The port is no passthrough port (these do not exist in networks). The phone features a small 3-port switch - one uplink, one PC downlink, one port used internally.

For a permanent solution you need to either check/repair/replace the phones (or unreliable cables), or provide a separate network port for the PCs - I'd recommend the latter.

Edit: as @marctxk suggested in a question's comment, a detailed packet capture might provide more clues as to what's going wrong.

Packet captures on the PC side and on the switch side while running some test traffic across the phone will almost definitely produce solid evidence for serious packet loss in the form of TCP retransmissions.

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  • I wonder if the PC and switch interfaces are fixed to full duplex, while the port on the phone is set to auto, creating a duplex mismatch. That could make a print job take hours. – Ron Maupin Apr 4 '18 at 17:17
  • Good point - if the ports are misconfigured there are some other possible causes as well. Forcing FDX on the switch port and on the PC would cause duplex mixmatches on both phone ports - but work perfectly when connected directly. – Zac67 Apr 4 '18 at 17:20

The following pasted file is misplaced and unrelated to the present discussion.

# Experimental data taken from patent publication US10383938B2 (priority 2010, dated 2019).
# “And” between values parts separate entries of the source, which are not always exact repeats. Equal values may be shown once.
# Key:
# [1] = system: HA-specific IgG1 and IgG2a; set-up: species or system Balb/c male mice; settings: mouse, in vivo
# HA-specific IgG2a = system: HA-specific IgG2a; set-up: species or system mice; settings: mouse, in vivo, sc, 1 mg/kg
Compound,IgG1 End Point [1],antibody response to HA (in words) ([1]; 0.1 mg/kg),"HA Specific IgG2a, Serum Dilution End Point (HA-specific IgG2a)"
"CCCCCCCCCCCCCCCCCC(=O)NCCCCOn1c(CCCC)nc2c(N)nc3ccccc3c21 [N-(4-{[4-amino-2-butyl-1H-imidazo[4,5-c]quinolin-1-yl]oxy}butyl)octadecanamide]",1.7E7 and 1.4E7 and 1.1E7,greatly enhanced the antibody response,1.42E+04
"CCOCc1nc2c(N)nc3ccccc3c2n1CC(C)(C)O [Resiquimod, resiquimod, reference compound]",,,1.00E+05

• It's already printing via a print server, rather than directly to the printer. There was definitely NOT a duplex mismatch anywhere. Providing additional ports for the PC is very costly. It means buying more, bigger switches and running new cable in older buildings not designed for cabling. And I'm aware "passthrough" isn't really a thing. It's just a way to describe the port. – Joel Coehoorn Apr 4 '18 at 17:54
  • @JoelCoehoorn, many print servers do not wait to receive the full print job before sending it to the printer. It can be spooling the print job to the printer while still receiving the print job from the PC. You should check the interface settings on the switch, phone, and PC. Make sure everything is set to Auto speed and duplex. Check the interface statistics for collisions, runts, and other errors. – Ron Maupin Apr 4 '18 at 18:00
  • Well, if the phones can't be replaced or fixed and dedicated switch ports are out, I'd at least add small office switches wherever one on the phones plays up. Not too elegant but cost should be manageable and it's a permanent solution. – Zac67 Apr 4 '18 at 18:02
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My company has converted over to the Microsoft Lync digital telephone system. This voice traffic existing on the same LAN as our data traffic, it was important during implementation that voice traffic be given higher priority than any of the other packet types. Each switch and router in our network had to be adjusted accordingly. One unexpected issue we ran into was large print jobs. If someone kicked off a large print job, we had QoS set wrong on these print jobs and it would cause latency. This was intermittent and hard to track down. Once it was found and we adjusted QoS, we haven't had any other issues.